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Telopea aspera facts for kids

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Gibraltar Range waratah
a red dome-shaped flowerhead made up of hundreds of red flowers in bushland
Telopea aspera in the Gibraltar Range National Park.
Scientific classification
Genus:
Telopea
Species:
aspera

Telopea aspera, commonly known as the Gibraltar Range waratah, is a plant in the family Proteaceae. It grows as a woody shrub to 3 metres (10 ft) high with leathery rough leaves and bright red flower heads known as inflorescences—each composed of hundreds of individual flowers. It is endemic to the New England region in New South Wales in Australia. It was formally described as a species by botanists Peter Weston and Mike Crisp in 1995, separated from its close relative Telopea speciosissima by its rough foliage and preference for dryer habitat. Unlike its better known relative, Telopea aspera has rarely been cultivated.

Description

The Gibraltar Range waratah is a large erect shrub up to 3 metres (10 ft) in height with one or more stems. It has dull green leaves which are alternate, and are more coarsely-toothed than its southern relative, with 3–11 serrations on each leaf margin. Measuring 8–28 cm long and 2–6.5 cm wide, the leaves are tough and leathery with furry undersurfaces. There are prominent veins on both the upper and lower leaf surfaces. The inflorescences, which appear in spring, are large and crimson coloured. They consist of a large domed flowerhead ringed by bracts. There are anywhere from 90 to 250 individual flowers making up the flower head. These are followed by large seed pods which eventually turn brown and split open revealing winged seeds inside.

Telopea aspera (habit)
T. aspera (habit)

Taxonomy

Telopea aspera is one of five species from south eastern Australia which make up the genus Telopea. Its closest relative is the very similar New South Wales waratah (T. speciosissima) from the Sydney region in central New South Wales, from which it was only recognised as a separate species in 1991, having previously been considered an unusual northern population. Initially provisionally called Telopea sp. A, it was formally described as Telopea aspera in 1995. The species name is derived from the Latin adjective asper "rough", and relates to the leaves.

The genus is classified in the subtribe Embothriinae of the Proteaceae, along with the tree waratahs (Alloxylon) from eastern Australia and New Caledonia, and Oreocallis and the Chilean firetree (Embothrium coccineum) from South America. Almost all these species have red terminal flowers, and hence the subtribe's origin and floral appearance must predate the splitting of Gondwana into Australia, Antarctica, and South America over 60 million years ago.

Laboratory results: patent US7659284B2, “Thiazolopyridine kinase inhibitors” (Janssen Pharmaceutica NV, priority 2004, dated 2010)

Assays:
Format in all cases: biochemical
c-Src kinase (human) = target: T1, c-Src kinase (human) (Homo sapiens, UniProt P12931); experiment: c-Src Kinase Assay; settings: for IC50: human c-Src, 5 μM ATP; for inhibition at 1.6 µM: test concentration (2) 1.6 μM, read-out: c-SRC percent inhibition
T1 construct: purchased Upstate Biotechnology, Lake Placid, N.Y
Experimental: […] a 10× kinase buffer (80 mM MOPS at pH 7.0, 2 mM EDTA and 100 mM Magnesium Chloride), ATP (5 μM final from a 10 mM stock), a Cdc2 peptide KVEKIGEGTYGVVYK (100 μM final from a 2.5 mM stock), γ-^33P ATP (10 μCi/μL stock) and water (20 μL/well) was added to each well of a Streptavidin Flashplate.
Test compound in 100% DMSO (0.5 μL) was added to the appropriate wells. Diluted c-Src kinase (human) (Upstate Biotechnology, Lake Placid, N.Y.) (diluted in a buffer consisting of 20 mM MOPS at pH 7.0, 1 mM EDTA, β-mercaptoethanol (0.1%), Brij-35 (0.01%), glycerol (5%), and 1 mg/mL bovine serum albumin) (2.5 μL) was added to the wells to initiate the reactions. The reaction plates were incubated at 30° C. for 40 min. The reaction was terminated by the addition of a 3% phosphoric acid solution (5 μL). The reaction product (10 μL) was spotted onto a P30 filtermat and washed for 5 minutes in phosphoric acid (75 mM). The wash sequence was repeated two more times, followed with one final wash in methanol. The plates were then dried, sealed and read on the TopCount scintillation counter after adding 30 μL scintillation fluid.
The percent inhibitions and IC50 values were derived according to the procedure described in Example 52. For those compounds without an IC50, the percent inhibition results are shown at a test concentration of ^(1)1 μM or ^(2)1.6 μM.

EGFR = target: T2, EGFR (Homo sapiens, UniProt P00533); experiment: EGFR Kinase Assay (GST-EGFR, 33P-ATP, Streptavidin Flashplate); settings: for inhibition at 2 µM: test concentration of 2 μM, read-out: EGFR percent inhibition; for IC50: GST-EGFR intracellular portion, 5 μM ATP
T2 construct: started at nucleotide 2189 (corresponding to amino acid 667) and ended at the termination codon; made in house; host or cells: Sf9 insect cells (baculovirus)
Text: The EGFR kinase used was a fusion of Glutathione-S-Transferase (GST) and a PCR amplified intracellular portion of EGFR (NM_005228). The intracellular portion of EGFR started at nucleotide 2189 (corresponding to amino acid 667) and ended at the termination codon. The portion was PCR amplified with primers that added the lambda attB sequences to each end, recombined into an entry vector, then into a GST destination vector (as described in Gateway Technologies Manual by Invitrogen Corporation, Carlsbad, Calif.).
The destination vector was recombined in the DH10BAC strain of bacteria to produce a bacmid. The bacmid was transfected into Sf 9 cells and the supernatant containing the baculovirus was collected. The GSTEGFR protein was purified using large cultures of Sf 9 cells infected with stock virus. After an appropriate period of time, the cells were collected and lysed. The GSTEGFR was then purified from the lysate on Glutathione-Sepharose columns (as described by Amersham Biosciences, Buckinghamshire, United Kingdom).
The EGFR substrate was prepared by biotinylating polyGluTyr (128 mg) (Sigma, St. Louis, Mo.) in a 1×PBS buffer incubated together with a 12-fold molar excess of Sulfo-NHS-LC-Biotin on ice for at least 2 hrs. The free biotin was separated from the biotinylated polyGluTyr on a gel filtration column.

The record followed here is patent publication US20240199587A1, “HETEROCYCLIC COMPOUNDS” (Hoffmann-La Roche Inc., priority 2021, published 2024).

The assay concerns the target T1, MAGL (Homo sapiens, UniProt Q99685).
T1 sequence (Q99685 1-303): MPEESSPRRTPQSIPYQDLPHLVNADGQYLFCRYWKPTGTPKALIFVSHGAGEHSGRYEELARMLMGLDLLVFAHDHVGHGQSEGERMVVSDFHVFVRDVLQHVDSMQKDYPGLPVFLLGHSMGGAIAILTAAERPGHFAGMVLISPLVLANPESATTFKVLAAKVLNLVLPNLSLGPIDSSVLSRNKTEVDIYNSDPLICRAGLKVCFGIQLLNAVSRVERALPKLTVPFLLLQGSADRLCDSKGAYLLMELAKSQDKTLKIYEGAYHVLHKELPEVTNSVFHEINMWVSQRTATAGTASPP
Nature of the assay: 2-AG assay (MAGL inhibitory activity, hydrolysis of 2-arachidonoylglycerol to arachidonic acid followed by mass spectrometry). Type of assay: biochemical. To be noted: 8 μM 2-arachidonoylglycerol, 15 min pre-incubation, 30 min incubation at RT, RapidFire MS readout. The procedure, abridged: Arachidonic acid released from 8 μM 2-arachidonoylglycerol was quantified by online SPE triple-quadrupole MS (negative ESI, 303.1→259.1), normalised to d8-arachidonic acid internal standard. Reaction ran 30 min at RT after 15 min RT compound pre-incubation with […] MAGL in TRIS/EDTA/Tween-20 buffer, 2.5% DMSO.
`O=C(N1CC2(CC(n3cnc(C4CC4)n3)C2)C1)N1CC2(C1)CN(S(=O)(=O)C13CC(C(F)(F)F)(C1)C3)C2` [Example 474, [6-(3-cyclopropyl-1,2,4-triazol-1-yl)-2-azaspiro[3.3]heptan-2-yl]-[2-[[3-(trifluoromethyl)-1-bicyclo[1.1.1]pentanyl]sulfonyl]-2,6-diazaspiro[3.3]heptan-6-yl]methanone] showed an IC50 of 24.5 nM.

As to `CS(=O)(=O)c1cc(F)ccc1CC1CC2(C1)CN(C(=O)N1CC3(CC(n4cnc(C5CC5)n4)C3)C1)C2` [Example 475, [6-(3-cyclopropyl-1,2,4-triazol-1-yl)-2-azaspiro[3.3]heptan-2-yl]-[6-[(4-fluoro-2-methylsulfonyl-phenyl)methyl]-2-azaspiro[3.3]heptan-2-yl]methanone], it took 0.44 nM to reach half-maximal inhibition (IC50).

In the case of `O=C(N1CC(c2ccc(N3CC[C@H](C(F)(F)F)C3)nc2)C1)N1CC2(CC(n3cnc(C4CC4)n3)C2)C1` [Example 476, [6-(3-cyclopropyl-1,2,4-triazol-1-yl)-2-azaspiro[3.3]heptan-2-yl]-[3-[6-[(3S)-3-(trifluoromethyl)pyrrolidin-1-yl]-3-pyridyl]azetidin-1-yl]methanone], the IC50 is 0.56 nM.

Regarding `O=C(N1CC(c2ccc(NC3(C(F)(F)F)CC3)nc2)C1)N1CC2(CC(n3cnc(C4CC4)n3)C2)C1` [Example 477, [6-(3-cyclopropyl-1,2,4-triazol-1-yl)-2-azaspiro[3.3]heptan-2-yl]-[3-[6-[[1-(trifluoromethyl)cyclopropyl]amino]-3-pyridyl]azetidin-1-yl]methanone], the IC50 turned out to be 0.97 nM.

Distribution and habitat

Telopea aspera is endemic to northern New South Wales, where it is restricted to the Gibraltar Range. Found in dry sclerophyll forest, it is a component of three plant communities within Gibraltar Range: the first is composed of Gibraltar ash (Eucalyptus olida), privet-leaved stringybark (Eucalyptus ligustrina) and diehard stringybark (Eucalyptus cameronii) and occurs on slopes and crests, while the second is composed of Gibraltar ash, large-fruited blackbutt (Eucalyptus pyrocarpa) and needlebark stringybark (Eucalyptus planchoniana) and occurs on ridges and north and west-facing slopes. Both are shrubby to open woodland communities found on skeletal to shallow soil on granite. The third community is a more sheltered one of New England blackbutt (Eucalyptus campanulata) and diehard stringybark found on lower slopes on sandy or loam soils.

It has been classified as a Rare or Threatened Australian Plant (ROTAP) by the New South Wales government.

Ecology

Telopea aspera resprouts from a woody lignotuber after bushfire. It stores energy and nutrients as a resource for rapid growth after a bushfire.

The prominent position and striking colour of most members of the subtribe Embothriinae both in Australia and South America strongly suggest they are adapted to pollination by birds, and have been for over 60 million years.

Cultivation

Telopea aspera has been rarely cultivated, though it is possible that some garden specimens thought to be T. speciosissima may in fact have been this species. Plants have fared poorly at Australian Botanic Garden Mount Annan, perishing in summer, though the reason for this is not known. Cultivation of T. aspera at Mount Tomah Botanic Gardens has been more successful. The flowers and foliage are attractive horticultural features.

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